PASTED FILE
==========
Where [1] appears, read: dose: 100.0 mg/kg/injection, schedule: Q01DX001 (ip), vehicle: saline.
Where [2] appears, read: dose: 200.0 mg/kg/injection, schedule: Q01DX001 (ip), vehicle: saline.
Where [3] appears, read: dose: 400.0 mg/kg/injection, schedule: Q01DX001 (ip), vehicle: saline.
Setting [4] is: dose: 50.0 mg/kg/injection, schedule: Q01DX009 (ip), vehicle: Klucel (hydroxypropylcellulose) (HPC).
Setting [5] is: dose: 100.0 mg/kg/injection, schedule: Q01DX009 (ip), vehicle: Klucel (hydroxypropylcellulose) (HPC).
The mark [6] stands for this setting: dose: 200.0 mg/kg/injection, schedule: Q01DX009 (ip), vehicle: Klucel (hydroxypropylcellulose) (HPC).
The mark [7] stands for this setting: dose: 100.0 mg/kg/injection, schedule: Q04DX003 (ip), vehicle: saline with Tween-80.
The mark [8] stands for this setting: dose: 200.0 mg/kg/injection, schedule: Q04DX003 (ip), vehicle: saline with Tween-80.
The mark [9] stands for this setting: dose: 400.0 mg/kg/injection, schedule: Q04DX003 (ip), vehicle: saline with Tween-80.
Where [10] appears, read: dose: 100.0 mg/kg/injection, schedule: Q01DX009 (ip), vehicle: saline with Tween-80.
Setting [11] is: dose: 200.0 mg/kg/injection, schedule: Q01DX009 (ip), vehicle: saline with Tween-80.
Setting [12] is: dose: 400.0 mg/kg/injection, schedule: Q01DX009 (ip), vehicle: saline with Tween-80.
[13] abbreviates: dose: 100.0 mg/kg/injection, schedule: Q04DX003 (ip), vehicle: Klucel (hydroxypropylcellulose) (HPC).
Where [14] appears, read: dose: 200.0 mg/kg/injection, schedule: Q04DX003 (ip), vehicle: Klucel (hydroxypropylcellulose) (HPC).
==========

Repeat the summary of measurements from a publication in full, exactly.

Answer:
Where [1] appears, read: dose: 100.0 mg/kg/injection, schedule: Q01DX001 (ip), vehicle: saline.
Where [2] appears, read: dose: 200.0 mg/kg/injection, schedule: Q01DX001 (ip), vehicle: saline.
Where [3] appears, read: dose: 400.0 mg/kg/injection, schedule: Q01DX001 (ip), vehicle: saline.
Setting [4] is: dose: 50.0 mg/kg/injection, schedule: Q01DX009 (ip), vehicle: Klucel (hydroxypropylcellulose) (HPC).
Setting [5] is: dose: 100.0 mg/kg/injection, schedule: Q01DX009 (ip), vehicle: Klucel (hydroxypropylcellulose) (HPC).
The mark [6] stands for this setting: dose: 200.0 mg/kg/injection, schedule: Q01DX009 (ip), vehicle: Klucel (hydroxypropylcellulose) (HPC).
The mark [7] stands for this setting: dose: 100.0 mg/kg/injection, schedule: Q04DX003 (ip), vehicle: saline with Tween-80.
The mark [8] stands for this setting: dose: 200.0 mg/kg/injection, schedule: Q04DX003 (ip), vehicle: saline with Tween-80.
The mark [9] stands for this setting: dose: 400.0 mg/kg/injection, schedule: Q04DX003 (ip), vehicle: saline with Tween-80.
Where [10] appears, read: dose: 100.0 mg/kg/injection, schedule: Q01DX009 (ip), vehicle: saline with Tween-80.
Setting [11] is: dose: 200.0 mg/kg/injection, schedule: Q01DX009 (ip), vehicle: saline with Tween-80.
Setting [12] is: dose: 400.0 mg/kg/injection, schedule: Q01DX009 (ip), vehicle: saline with Tween-80.
[13] abbreviates: dose: 100.0 mg/kg/injection, schedule: Q04DX003 (ip), vehicle: Klucel (hydroxypropylcellulose) (HPC).
Where [14] appears, read: dose: 200.0 mg/kg/injection, schedule: Q04DX003 (ip), vehicle: Klucel (hydroxypropylcellulose) (HPC).